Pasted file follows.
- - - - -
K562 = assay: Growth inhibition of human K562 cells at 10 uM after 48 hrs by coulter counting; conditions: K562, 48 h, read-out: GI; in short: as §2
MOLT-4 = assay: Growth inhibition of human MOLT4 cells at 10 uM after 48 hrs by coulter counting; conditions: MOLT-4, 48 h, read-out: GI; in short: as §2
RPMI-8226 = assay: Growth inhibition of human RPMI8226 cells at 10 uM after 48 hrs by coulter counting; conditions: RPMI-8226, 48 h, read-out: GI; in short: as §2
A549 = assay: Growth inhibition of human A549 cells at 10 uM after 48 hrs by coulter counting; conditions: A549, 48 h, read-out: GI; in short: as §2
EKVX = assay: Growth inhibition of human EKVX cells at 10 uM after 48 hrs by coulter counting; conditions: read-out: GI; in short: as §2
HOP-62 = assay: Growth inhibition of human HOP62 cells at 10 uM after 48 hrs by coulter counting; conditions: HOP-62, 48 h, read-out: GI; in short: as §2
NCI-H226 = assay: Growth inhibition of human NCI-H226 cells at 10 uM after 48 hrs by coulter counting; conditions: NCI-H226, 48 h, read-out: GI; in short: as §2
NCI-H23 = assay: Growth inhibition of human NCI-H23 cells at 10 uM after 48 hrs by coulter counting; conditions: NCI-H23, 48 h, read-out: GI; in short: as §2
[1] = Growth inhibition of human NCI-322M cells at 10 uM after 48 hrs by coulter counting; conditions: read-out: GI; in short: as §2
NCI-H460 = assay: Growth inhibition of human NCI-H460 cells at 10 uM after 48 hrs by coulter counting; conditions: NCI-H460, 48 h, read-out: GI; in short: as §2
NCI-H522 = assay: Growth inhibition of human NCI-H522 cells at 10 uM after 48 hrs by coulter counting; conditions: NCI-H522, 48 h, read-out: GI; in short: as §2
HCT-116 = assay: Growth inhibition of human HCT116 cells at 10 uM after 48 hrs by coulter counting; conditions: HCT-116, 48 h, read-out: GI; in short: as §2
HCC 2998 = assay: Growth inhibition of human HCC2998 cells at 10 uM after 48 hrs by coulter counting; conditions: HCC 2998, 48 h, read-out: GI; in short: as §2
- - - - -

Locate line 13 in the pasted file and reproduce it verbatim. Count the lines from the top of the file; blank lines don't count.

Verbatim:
HCC 2998 = assay: Growth inhibition of human HCC2998 cells at 10 uM after 48 hrs by coulter counting; conditions: HCC 2998, 48 h, read-out: GI; in short: as §2